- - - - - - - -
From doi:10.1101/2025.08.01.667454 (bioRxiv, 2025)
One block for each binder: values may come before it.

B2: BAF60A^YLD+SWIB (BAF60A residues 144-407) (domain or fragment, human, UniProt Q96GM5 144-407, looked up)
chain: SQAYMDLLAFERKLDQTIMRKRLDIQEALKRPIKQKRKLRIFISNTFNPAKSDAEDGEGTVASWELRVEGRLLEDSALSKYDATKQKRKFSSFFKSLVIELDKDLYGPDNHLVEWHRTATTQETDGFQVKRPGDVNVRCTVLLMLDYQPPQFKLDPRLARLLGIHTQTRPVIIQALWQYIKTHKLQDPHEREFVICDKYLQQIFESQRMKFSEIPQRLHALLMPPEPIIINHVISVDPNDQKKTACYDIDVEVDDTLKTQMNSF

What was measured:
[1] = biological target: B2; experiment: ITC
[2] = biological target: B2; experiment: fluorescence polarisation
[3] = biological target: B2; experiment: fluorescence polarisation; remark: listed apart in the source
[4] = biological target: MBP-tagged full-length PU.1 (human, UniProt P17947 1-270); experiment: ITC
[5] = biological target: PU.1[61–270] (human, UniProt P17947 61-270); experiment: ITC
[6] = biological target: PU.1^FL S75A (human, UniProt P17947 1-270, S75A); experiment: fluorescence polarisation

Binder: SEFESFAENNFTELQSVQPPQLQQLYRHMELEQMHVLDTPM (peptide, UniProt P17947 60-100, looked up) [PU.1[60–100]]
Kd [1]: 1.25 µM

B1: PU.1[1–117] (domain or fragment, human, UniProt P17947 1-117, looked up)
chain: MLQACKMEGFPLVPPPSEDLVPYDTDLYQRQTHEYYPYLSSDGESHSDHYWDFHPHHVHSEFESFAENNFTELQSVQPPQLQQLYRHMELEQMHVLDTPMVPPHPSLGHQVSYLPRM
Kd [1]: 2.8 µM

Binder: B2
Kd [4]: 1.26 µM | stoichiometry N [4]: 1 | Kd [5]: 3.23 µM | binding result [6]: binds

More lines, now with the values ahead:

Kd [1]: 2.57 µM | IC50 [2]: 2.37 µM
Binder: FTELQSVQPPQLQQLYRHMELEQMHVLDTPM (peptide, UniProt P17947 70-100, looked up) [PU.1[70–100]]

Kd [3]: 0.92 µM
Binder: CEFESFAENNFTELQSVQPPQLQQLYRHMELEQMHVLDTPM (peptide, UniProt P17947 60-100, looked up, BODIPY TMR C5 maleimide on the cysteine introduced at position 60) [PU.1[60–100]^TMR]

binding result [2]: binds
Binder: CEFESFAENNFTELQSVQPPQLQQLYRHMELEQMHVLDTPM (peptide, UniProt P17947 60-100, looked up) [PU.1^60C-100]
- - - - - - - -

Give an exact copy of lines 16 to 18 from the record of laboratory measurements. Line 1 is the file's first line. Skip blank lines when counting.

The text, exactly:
Kd [1]: 2.8 µM

Binder: B2
Kd [4]: 1.26 µM | stoichiometry N [4]: 1 | Kd [5]: 3.23 µM | binding result [6]: binds